The datasheet for the HIP4081A bridge driver references a limit of 2.5 A "pull up"/"down" current.

I thought the maximum load current in a bridge is limited by the FETs themselves, and not the driver.

What am I misunderstanding?

The reason I ask, is that I need to drive a 12 VDC motor with a 10 A stall current with a PWM.

I confirmed the 10 A stall current by connecting it directly to a car battery with a meter, and a vice-grip to stall the axle.

When I put the 4081a circuit in between, it stalls at a peak 4 A (which is way above the 2.5 A spec). Note that I built the reference circuit in the datasheet (page 3), but pull DISABLE low so that it is 100% duty cycle.

I'm using IRF530 FETs which can handle 10 A, 88 W, so they should at least get me to 10 A @ 12 VDC before smoking. (I'll replace these later with something > 120 W.)

Is there a better full-bridge driver I should be using? I waded through DigiKey but had trouble finding a DIP package driver with that level current.

  • 1
    \$\begingroup\$ I strongly recommend you start using parts in other packages; DIP is increasingly unpopular, and you would have more success if you were open to using SOIC or TSSOP. They really aren't that hard to solder, especially SOIC. \$\endgroup\$
    – Hearth
    Nov 30, 2023 at 5:31
  • 1
    \$\begingroup\$ Please add a schematic to your question: gate drivers are NOT intended to drive loads directly, and when used as intended, does not affect the load or switching characteristics that are determined by the output transistors themselves; therefore we cannot determine an answer to your question. \$\endgroup\$ Nov 30, 2023 at 10:39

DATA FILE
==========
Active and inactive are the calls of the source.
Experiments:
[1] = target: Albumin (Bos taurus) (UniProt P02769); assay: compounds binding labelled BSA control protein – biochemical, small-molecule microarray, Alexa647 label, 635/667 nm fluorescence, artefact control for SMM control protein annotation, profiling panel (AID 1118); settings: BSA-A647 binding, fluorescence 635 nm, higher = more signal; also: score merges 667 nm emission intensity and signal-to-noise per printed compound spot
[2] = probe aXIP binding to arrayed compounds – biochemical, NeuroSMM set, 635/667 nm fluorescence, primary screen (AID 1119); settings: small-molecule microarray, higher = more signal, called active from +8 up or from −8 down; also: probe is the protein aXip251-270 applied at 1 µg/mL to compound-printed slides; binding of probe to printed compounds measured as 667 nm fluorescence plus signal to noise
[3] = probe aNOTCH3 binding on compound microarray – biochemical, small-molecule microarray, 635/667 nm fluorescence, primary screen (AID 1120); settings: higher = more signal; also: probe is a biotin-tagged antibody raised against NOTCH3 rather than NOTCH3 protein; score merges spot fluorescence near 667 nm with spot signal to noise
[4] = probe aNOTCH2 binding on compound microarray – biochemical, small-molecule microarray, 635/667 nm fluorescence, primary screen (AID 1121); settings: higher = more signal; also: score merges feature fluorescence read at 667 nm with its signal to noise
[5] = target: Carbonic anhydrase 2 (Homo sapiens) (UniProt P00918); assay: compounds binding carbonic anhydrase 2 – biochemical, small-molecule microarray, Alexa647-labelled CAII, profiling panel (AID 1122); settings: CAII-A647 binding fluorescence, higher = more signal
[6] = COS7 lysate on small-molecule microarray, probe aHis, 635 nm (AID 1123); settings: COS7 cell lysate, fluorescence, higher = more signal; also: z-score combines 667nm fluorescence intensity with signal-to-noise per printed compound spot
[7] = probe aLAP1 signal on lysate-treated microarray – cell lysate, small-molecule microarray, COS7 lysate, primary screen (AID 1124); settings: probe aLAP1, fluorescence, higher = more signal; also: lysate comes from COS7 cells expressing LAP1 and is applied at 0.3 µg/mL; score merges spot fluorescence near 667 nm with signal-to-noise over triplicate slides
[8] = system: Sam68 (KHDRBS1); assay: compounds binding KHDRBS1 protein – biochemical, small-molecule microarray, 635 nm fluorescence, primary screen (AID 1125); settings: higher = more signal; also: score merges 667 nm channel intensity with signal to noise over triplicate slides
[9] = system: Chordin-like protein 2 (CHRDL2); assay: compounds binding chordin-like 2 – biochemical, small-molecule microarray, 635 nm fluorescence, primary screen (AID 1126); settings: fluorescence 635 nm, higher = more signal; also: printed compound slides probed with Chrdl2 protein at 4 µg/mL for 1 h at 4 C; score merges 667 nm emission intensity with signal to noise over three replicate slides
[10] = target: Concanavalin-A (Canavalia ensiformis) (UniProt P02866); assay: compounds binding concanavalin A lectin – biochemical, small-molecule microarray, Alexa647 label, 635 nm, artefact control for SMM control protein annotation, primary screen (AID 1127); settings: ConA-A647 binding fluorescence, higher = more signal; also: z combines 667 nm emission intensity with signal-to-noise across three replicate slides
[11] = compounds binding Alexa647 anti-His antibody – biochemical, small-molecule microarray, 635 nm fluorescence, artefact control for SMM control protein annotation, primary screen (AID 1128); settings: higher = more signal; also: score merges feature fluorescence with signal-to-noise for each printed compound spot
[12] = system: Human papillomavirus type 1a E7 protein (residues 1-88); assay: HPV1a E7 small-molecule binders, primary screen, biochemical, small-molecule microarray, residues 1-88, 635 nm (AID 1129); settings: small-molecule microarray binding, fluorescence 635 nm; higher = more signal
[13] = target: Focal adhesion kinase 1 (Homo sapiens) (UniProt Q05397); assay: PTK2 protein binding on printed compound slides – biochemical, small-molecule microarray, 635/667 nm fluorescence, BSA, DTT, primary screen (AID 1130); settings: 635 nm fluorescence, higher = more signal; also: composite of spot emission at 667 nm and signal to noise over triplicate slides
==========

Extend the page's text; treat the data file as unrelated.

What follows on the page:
• \$\begingroup\$ @Hearth - your comment is meaningless. DIP has perfectly fine electrical characteristics for the application, and that's not even what I asked. \$\endgroup\$
    – Freeman
    Nov 30, 2023 at 15:47
  • \$\begingroup\$ @TimWilliams - As I said in my question, I used the reference the schematic, it is on page 3 of the link. I also stated that I am using IRF530 FETs to drive the motor, which means I am not driving the motor directly. The datasheet says you can drive the FET directly with bridge. Also, I am not even switching in my test circuit. \$\endgroup\$
    – Freeman
    Nov 30, 2023 at 15:49
  • \$\begingroup\$ @PeterT I know it's not what you asked, that's why it's a comment and not an answer. It was in response to you saying that you're having trouble finding a suitable part in DIP. My comment is not about the package electrical characteristics, but about the availability of parts--very few new parts come out in DIP these days, so you're going to be limited to working with old parts. I used to be scared of working with SMD parts too! But it's a very valuable skill, and not as difficult as it seems. \$\endgroup\$
    – Hearth
    Nov 30, 2023 at 16:50

1 Answer 1


In the datasheet, the current limits you refer to are in the "GATE DRIVER OUTPUT PINS" section. They therefore refer to the gate drive capacities (i.e. ability to source/sink current to the gate), not the "load" current in the drain-source channels of the FETs.

The drive currents are relevant when working out the switching speed of your FETs, given their gate capacitances.

In general slower switching will lead to greater resistive losses in the FET during transitions, and depending on the PWM rate, these losses could lead to significant FET heating.

However, if you are only running at 100% duty cycle, then you will only have an occasional ON/OFF transition, so 2A of gate drive will almost certainly be more than enough for your application.

  • \$\begingroup\$ Even if the frequency is zero, as I stated in my question? The circuit is wired with disable off (and A and B control at 0 and 1), so there should be no switching losses, and this is not a self-oscillating driver. \$\endgroup\$
    – Freeman
    Nov 30, 2023 at 15:51
  • \$\begingroup\$ Answer extended to clarify impact of the gate drive \$\endgroup\$
    – colintd
    Nov 30, 2023 at 17:30

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